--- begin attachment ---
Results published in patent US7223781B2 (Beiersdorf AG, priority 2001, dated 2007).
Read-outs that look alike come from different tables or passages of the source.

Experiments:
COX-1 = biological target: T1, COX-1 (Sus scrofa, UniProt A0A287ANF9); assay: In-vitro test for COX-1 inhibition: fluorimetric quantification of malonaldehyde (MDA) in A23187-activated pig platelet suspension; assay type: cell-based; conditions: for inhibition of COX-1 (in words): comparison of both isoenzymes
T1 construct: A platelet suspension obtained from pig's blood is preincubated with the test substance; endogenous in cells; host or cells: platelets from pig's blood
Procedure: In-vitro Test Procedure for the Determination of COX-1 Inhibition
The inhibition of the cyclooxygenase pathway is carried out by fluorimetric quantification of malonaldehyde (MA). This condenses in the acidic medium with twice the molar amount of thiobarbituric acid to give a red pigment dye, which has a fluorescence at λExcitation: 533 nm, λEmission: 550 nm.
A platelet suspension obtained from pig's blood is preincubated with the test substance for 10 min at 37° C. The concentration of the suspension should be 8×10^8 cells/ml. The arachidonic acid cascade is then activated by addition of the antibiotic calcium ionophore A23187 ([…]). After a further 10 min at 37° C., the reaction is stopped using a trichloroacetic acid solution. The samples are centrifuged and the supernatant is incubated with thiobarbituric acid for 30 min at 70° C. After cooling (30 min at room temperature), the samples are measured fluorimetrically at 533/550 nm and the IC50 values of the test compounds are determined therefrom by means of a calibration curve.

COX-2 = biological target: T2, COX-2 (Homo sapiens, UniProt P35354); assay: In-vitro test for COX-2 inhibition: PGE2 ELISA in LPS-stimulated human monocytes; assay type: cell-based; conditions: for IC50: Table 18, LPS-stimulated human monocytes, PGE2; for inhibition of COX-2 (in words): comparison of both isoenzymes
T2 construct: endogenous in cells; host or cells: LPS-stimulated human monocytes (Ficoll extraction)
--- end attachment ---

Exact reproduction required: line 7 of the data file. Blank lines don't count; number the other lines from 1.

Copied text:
The inhibition of the cyclooxygenase pathway is carried out by fluorimetric quantification of malonaldehyde (MA). This condenses in the acidic medium with twice the molar amount of thiobarbituric acid to give a red pigment dye, which has a fluorescence at λExcitation: 533 nm, λEmission: 550 nm.